Reprinted with permission from Shareblue.com
Red state farmers could be in serious trouble, thanks to Trump’s decision to launch a trade war with several countries, including some of our closest allies. The new tariffs, which some Republicans are calling a tax hike on Americans, now have Trump’s own party proposing laws to rein him in.
In retaliation for the tariffs that Trump is dead-set on implementing, Mexico has announced retaliatory tariffs on American goods, most notably cuts of pork.
The United States exports 22 percent of the pork it produces, and Mexico is the largest buyer of that pork by volume. In 2017, the country purchased $1.5 billion worth of U.S. pork.
Purdue University professor Christopher Hurt is forecasting losses of $9 per animal in 2018 and $13 in 2019 thanks to Trump. He described the development as a “tragedy” in comments to Bloomberg.
Trump is increasing the cost of doing business for pork farmers, many of whom are in states that voted for him, like Iowa.
Dermot Hayes, an Iowa State University economist, has calculated that the reduction in pork prices has already cost producers in Iowa $560 million.
Dan Halstrom, CEO of the U.S. Meat Export Federation, said, “If these tariffs are implemented, they will negatively impact millions of consumers and thousands of people in the meat and livestock industries on both sides of the border.”
World leaders have been calling on Trump to pull back on the policy, citing the impact on global trade around the world.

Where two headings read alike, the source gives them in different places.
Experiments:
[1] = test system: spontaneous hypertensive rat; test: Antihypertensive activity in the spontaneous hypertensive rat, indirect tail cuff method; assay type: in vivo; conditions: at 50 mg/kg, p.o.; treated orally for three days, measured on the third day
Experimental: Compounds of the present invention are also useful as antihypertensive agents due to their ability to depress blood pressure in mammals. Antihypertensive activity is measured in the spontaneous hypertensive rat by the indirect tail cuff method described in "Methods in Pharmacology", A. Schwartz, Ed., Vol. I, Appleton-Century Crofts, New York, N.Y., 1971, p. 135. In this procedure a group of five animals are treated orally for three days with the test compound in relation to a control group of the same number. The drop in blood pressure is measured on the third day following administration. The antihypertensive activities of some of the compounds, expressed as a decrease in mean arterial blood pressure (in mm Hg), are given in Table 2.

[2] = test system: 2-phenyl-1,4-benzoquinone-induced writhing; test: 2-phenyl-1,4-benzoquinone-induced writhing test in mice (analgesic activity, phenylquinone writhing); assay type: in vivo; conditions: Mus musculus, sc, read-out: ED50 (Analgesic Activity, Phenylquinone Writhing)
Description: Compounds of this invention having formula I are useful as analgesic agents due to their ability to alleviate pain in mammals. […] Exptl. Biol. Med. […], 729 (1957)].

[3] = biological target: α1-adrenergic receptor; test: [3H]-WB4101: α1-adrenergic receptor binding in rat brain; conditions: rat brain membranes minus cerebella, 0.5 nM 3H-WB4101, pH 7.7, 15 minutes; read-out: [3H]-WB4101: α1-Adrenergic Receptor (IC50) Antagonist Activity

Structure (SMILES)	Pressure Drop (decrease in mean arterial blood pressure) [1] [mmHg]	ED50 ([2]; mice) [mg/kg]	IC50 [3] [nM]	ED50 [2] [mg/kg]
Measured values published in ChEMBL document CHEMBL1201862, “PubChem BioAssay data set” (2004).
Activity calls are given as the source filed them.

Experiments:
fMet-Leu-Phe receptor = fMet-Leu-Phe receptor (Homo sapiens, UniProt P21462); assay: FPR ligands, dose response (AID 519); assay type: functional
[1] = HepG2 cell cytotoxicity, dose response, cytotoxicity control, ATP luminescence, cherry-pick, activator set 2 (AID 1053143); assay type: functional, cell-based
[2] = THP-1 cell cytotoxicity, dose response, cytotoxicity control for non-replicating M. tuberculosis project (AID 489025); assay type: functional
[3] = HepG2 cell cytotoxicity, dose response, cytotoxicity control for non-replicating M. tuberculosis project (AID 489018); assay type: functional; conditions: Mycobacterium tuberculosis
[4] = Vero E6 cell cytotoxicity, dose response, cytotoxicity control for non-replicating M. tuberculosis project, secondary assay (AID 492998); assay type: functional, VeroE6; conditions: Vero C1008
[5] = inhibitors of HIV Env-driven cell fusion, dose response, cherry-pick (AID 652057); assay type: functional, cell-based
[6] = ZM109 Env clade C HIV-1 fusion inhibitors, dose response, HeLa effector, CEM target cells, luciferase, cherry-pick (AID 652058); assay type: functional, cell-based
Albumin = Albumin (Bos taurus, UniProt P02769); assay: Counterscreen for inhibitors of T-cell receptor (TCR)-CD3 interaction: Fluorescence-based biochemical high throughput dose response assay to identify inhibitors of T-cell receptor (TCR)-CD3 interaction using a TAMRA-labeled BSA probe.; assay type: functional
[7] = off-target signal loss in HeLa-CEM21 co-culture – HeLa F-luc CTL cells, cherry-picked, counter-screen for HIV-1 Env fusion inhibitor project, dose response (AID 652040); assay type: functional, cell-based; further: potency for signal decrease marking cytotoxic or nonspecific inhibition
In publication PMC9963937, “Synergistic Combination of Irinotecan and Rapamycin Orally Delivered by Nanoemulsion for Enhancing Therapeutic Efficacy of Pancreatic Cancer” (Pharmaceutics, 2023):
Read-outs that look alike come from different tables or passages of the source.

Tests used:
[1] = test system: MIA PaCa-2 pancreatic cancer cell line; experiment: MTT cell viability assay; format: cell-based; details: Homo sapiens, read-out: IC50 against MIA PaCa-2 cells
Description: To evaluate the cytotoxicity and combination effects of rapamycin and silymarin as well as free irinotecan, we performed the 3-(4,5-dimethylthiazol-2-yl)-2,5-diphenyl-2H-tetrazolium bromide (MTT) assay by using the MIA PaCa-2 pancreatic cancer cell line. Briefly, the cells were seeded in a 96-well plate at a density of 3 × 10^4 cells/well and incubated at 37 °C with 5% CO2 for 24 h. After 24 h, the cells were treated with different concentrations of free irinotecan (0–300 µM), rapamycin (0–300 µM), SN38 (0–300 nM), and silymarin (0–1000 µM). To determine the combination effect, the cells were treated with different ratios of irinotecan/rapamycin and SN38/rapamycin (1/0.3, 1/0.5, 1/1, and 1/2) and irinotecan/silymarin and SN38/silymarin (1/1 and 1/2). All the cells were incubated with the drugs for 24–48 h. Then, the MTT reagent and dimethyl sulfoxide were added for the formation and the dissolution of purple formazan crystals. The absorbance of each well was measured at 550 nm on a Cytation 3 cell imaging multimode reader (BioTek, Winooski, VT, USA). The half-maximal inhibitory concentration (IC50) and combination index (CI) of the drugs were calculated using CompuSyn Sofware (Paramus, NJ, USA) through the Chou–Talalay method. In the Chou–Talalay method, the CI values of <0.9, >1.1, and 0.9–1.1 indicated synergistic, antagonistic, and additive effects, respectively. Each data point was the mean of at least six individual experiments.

His political allies are worried from the fallout of the Trump tax.
Sen. Orrin Hatch (R-UT) admitted that the tariffs are “a tax hike on Americans” and will have damaging effects on consumers who will have pay more for goods.
Sen. Mike Lee (R-UT) called them a “job-killing tax hike” and has proposed legislation that would curtail the ability of a president to impose tariffs.
Sen. Pat Toomey (R-PA) signed on to the bill, slamming “taxes” that would hurt workers.
Other Republican senators have signed on, including Arizona’s Jeff Flake, Colorado’s Cory Gardner, and Nebraska’s Ben Sasse.
Trump now faces a rebellion from those who supported him the most, both at the ballot box and on Capitol Hill. His decisions are increasing the cost of doing business while imposing a tax on consumers — a dangerous combination, especially for Republicans seeking re-election this fall in those states that will suffer the most.
Politicians are feeling the heat, and they’re making the unusual step of going up against their own party to stop their own leader from hurting everyone.